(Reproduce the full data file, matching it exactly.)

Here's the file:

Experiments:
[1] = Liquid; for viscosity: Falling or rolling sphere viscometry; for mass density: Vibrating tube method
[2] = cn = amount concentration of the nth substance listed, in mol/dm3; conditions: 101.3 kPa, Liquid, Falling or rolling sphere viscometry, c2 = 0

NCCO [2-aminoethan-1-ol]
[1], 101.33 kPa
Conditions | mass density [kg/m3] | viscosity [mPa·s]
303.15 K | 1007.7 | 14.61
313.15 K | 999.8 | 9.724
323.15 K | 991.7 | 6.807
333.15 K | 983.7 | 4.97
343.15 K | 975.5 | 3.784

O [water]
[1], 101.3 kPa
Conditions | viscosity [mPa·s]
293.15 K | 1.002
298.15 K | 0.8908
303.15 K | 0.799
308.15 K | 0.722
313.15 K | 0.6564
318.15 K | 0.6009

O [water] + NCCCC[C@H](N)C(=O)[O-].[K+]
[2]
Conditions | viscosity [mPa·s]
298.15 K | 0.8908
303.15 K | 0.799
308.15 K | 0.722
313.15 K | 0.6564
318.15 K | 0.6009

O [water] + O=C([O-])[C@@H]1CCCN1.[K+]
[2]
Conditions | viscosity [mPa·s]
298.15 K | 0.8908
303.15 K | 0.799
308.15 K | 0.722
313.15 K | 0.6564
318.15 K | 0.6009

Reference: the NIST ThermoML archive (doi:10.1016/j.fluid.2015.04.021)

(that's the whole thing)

Experiments:
[1] = Liquid; for viscosity: Falling or rolling sphere viscometry; for mass density: Vibrating tube method
[2] = cn = amount concentration of the nth substance listed, in mol/dm3; conditions: 101.3 kPa, Liquid, Falling or rolling sphere viscometry, c2 = 0

NCCO [2-aminoethan-1-ol]
[1], 101.33 kPa
Conditions | mass density [kg/m3] | viscosity [mPa·s]
303.15 K | 1007.7 | 14.61
313.15 K | 999.8 | 9.724
323.15 K | 991.7 | 6.807
333.15 K | 983.7 | 4.97
343.15 K | 975.5 | 3.784

O [water]
[1], 101.3 kPa
Conditions | viscosity [mPa·s]
293.15 K | 1.002
298.15 K | 0.8908
303.15 K | 0.799
308.15 K | 0.722
313.15 K | 0.6564
318.15 K | 0.6009

O [water] + NCCCC[C@H](N)C(=O)[O-].[K+]
[2]
Conditions | viscosity [mPa·s]
298.15 K | 0.8908
303.15 K | 0.799
308.15 K | 0.722
313.15 K | 0.6564
318.15 K | 0.6009

O [water] + O=C([O-])[C@@H]1CCCN1.[K+]
[2]
Conditions | viscosity [mPa·s]
298.15 K | 0.8908
303.15 K | 0.799
308.15 K | 0.722
313.15 K | 0.6564
318.15 K | 0.6009

Reference: the NIST ThermoML archive (doi:10.1016/j.fluid.2015.04.021)